Bitcoin may just be a "virtual" currency, but there's no denying its rising value. The currency, which last month was trading on the order of roughly $30 (£20), is now valued at over $230 (£150).
On Tokyo-based Mt. Gox, the most popular place online for people to buy and sell Bitcoins with others around the world in their own local currencies, the last listed price for a single Bitcoin was $236. That's up more than 100 percent from roughly $100 a week ago.
Pinpointing the factors underlying Bitcoin's ascending popularity, however, is tricky. Bitcoin is based on a concept called "crypto-currency," using a peer-to-peer framework allowing its users to manage transactions and issue Bitcoins without any central financial or regulatory authority. The true identity of even its founder, colloquially known as "Satoshi Nakamoto," remains a mystery. Bitcoin currently has roughly 1.4 million users.
"Bitcoin's foundation is similar to Linux, which was open-source software designed to take on Microsoft's Windows," said Jon Matonis, a board member of the Bitcoin Foundation, which acts as an organising body for Bitcoin by aiming to provide software funding and also publish best practices for businesses transacting in Bitcoin.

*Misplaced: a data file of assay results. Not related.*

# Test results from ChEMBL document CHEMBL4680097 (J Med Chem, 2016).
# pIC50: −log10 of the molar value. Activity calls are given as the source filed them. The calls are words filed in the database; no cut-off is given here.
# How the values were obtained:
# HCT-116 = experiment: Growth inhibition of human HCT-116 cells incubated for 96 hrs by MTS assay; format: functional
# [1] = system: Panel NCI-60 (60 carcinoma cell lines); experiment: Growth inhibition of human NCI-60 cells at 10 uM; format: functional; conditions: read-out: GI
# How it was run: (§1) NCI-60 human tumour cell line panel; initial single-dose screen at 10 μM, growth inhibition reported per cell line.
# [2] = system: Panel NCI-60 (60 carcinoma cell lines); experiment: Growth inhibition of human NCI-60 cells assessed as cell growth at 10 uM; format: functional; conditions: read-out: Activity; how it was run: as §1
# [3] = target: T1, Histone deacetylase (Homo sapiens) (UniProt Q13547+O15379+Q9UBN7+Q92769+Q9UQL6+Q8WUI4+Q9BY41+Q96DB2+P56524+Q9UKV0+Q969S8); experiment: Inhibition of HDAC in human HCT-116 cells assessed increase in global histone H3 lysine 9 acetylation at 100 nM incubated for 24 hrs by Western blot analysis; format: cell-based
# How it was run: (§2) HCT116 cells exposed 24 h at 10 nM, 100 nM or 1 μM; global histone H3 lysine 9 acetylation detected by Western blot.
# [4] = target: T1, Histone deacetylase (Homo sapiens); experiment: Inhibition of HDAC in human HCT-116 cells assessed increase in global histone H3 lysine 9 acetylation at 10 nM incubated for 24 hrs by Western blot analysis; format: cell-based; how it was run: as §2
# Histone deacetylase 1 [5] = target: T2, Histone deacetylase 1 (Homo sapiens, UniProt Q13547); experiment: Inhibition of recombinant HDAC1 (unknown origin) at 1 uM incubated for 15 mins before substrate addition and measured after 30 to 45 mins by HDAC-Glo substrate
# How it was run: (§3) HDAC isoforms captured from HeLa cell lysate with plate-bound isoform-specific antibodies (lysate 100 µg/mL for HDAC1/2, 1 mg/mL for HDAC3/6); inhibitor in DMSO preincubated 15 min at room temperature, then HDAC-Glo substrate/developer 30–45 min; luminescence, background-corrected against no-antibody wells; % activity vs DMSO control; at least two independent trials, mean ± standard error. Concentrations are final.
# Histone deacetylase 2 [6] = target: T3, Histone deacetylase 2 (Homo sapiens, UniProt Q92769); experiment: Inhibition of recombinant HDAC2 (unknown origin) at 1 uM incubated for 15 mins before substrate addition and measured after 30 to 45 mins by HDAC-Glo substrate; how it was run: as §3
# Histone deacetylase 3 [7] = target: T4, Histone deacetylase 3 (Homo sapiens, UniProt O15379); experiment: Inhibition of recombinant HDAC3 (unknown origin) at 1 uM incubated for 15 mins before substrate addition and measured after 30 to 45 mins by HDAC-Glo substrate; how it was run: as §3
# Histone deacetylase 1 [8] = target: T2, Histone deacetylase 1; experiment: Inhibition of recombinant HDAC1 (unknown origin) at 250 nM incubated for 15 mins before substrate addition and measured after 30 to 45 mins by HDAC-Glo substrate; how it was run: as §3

The thinking among advocates is that by not being controlled by a corporate or government entity, Bitcoin is free of external political influence or tinkering. But Bitcoin is a speculative currency, and changes in outside markets may still have a bearing on its value.
Some have speculated that Bitcoin's value is soaring in part because of the unstable Euro, and in particular Cyprus' recent freezing of uninsured bank deposits amid the island country's debt crisis. The skyrocketing media attention the currency has attracted in recent weeks may also be playing a role in Bitcoin's price.
As its popularity has grown, more and more merchants have also started to accept Bitcoins as a method of payment. Etsy, Mega, Expensify and WordPress are just a few.
But whether $230 is a fair price for one Bitcoin is harder to say. "In all honesty, it's very hard to determine if it is undervalued, overvalued, or where it should be," said Michael Goldstein, a computer science student at the University of Texas at Austin who also operates a consulting site for companies looking to accept Bitcoin payments.
Other Bitcoin exchanges include Coinbase, Bitinstant, LocalBitCoins and CoinLab, which runs a Gox-like exchange for Canadians and Americans. But Mt. Gox, with 80 percent of all trades, is by far the largest.
Bitcoin's overall market reach, however, is still small. The total value of all Bitcoins currently in circulation is only about $300 million, according to Mt. Gox.
But as a decentralised platform for peer-to-peer online payments, Bitcoin is the biggest player, and it has the first mover advantage, Bitcoin Foundation's Matonis said.